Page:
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Dec
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comment Can modern OO languages compete with C++'s array store performance?
@supercat If you want to write a function which sorts arbitrary types, then templatize it. e.g. dlang.org/phobos/std_algorithm.html#sort
Nov
18
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6
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18
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Jan
17
comment Can modern OO languages compete with C++'s array store performance?
@BenVoigt Then the online docs need to be updated. They aren't always 100% up-to-date unfortunately. The conversion will work with const U[], since then you can't assign the wrong type to the array's elements, but T[] definitely does not convert to U[] as long as U[] is mutable. Allowing covariant arrays like it did before was a serious design flaw which has now been corrected.
Jan
17
awarded  Commentator
Jan
17
comment Can modern OO languages compete with C++'s array store performance?
@Jesse And when else would you expect exceptions but at runtime? The problem isn't code which throws exceptions at runtime - there are plenty of cases where that makes good sense - the problem is code which is guaranteed to be wrong which doesn't get statically caught by the compiler but instead results in an exception at runtime.
Jan
17
answered Can modern OO languages compete with C++'s array store performance?
Nov
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awarded  Yearling
Sep
14
comment Why is the 'final' keyword used so little in the industry?
Yes, it's a common design, but OO programming isn't necessarily looking to have everything in an object be mutable. OO programming deals with how you organize your code not necessarily whether any of it's mutable or not. Data is organized into objects which have functions on them which then operate on the data as one entity. The internals of that object are then encapsulated and aren't generally relevant to those using it. Much of the time, variables are mutable (and in Java, final is crippled enough that it doesn't add much anyway), but OO does not strive or require that they be mutable.
Sep
13
answered Why C++ cannot adopt D's approach for its concept implementation?
Aug
4
comment What does C++ do better than D?
Well, aside from whether C++ references can ever be null, the current answer looks correct.
Aug
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comment What does C++ do better than D?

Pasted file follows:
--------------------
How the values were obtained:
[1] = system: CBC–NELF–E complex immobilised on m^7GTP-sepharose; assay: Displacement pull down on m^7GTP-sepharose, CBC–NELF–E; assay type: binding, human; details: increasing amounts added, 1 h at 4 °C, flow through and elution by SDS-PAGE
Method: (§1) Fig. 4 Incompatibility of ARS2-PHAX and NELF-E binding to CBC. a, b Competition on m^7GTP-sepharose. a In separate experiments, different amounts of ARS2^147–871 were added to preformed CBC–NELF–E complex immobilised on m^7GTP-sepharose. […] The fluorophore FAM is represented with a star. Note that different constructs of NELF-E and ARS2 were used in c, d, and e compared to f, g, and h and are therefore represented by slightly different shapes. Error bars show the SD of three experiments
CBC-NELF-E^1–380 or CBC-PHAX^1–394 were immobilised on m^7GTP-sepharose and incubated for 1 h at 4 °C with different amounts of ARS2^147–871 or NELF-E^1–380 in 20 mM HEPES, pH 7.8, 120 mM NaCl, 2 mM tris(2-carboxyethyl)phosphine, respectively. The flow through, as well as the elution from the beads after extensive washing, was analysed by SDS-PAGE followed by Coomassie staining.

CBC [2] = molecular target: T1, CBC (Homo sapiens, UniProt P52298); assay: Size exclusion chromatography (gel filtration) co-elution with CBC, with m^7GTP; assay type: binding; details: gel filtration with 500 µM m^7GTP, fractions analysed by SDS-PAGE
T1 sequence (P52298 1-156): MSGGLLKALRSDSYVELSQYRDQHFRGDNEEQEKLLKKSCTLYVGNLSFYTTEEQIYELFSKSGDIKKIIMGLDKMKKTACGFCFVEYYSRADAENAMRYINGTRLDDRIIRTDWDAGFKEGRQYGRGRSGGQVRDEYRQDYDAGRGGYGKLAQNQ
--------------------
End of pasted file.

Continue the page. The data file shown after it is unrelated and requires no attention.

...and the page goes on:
So yes, being able to have a class reference which is non-nullabe would be nice, but C++ manages to do what you're showing because it allows for classes to be on the stack and allows for pointers to be dereferenced. And while you can dereference pointers in D, classes are references, not pointers, so you can't dereference them. Since you can't put them on the stack, and you can't dereference them, there is no way built into D to have a class which can't be null. It is a loss, but NonNullable will fix it, and the gains from the separation of structs and classes are generally greater anyway.
Aug
2
comment What does C++ do better than D?
You're confusing things. Classes are always references, and that's separate from ref. References in D are like references in Java. They're managed pointers. Passing or returning by ref is like passing or returning with & in C++. Passing a class reference by ref is like passing a pointer in C++ with & (e.g. A*&). Classes don't go on the stack. Yes, NonNullable would make it possible to have a class reference which was guaranteed to be non-null, but that's completely separate from ref. What you're trying to do in the C++ code doesn't work in D because classes don't go on the stack. Structs do.
Aug
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comment What does C++ do better than D?
Both function arguments and return values in D can be marked with ref to give you the same effect as C++'s &. The one major difference is that ref won't take a temporary even if it's const.
Jul
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awarded  Good Answer
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revised What does C++ do better than D?
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